Biological theories of aging
Aging is a biological phenomenon all the living things are undergoing. We are not sure about anything in the world except the aging. We are approaching getting nearer to the death from the time of the birth onwards. No living thing in the world has the ability to defeat death as it occurs sometimes naturally and sometimes accidently. Aging has different dimensions like physical, psychological, and social. There are many biological theories with respect to aging.
Simple Deterioration, Non-programmed Aging and Programmed Aging, Autoimmunity theory, Free radial theory, Telomerase Theory of Aging etc are some of them. This paper briefly explains some of the biological theories of aging mentioned above.
Aging: simple deterioration theory/wear and tear theory
Simple Deterioration Theory argues that Aging is the accumulative result of universal deteriorative processes such as oxidation, molecular damage, wear and tear, or accumulation of adverse byproducts (Goldsmith, p. 3). Even though man and machine are two entirely different things, both of them have certain similarities in their functioning.No machine is able to function more than particular period of time because of the wear and tear due to continuous work. Same way bodies of the living things are also undergoing continuous work which causes damages to the parts of the body.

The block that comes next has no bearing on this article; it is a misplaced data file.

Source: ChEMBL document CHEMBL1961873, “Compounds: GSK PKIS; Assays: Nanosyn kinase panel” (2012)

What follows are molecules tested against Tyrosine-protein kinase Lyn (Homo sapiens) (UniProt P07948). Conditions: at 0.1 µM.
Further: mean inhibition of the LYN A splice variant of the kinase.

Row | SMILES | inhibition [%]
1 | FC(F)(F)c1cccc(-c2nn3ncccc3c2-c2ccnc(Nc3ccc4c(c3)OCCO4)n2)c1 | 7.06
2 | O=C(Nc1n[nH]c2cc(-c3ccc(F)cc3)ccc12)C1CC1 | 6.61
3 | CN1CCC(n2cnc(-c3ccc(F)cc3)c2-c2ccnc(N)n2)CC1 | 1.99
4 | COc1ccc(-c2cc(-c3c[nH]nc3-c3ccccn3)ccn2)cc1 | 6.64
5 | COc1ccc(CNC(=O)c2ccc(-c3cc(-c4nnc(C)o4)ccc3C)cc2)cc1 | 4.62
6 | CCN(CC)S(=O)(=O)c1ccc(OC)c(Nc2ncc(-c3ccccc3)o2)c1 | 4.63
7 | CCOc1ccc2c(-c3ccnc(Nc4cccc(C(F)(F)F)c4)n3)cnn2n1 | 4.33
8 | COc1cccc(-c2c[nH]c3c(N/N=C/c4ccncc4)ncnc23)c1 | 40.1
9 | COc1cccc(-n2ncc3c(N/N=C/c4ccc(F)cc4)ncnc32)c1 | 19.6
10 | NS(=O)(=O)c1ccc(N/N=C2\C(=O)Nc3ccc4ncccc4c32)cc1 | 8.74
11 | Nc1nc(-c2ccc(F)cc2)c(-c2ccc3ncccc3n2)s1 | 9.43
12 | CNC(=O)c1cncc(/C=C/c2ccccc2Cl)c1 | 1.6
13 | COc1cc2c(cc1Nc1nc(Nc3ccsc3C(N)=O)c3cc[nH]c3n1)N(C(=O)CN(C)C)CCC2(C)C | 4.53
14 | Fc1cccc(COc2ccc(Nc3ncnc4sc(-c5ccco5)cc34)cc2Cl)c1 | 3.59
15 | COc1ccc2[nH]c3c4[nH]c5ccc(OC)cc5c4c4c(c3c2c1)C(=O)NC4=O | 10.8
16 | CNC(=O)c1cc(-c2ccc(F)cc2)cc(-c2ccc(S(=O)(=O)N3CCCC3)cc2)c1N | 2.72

Even though we refill the fuels in the form of food, nutrients and water, there are certain limitations for the body of the living things to survive for a longer period. In chemistry, most of the chemical reactions yield products and by-products. These by-products are not necessarily the intended one. Same way our body chemistry also yields different by-products which are harmful to our health and may reduce our life p. At the same time we cannot avoid the production of such by-products
Aging: non-programmed aging theory
Non-programmed theory of aging believes that aging is a passive result of an organism’s inability to better resist fundamental deteriorative processes. Moreover aging serves no purpose, is not an adaptation, and is not programmed (Goldsmith, p. 8).